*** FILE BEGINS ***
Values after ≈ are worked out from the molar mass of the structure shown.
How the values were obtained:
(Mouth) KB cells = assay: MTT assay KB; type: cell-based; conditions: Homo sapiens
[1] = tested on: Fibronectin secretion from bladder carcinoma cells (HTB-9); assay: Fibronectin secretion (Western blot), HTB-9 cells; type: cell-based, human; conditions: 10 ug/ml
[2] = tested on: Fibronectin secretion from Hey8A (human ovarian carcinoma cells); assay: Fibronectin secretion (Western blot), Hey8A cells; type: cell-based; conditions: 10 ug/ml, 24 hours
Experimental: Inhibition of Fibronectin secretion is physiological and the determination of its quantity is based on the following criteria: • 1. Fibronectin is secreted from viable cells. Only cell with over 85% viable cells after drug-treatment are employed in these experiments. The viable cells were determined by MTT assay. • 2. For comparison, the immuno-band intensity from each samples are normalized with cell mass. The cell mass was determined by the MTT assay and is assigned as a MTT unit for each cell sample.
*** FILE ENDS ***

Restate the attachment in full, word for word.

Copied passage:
Values after ≈ are worked out from the molar mass of the structure shown.
How the values were obtained:
(Mouth) KB cells = assay: MTT assay KB; type: cell-based; conditions: Homo sapiens
[1] = tested on: Fibronectin secretion from bladder carcinoma cells (HTB-9); assay: Fibronectin secretion (Western blot), HTB-9 cells; type: cell-based, human; conditions: 10 ug/ml
[2] = tested on: Fibronectin secretion from Hey8A (human ovarian carcinoma cells); assay: Fibronectin secretion (Western blot), Hey8A cells; type: cell-based; conditions: 10 ug/ml, 24 hours
Experimental: Inhibition of Fibronectin secretion is physiological and the determination of its quantity is based on the following criteria: • 1. Fibronectin is secreted from viable cells. Only cell with over 85% viable cells after drug-treatment are employed in these experiments. The viable cells were determined by MTT assay. • 2. For comparison, the immuno-band intensity from each samples are normalized with cell mass. The cell mass was determined by the MTT assay and is assigned as a MTT unit for each cell sample.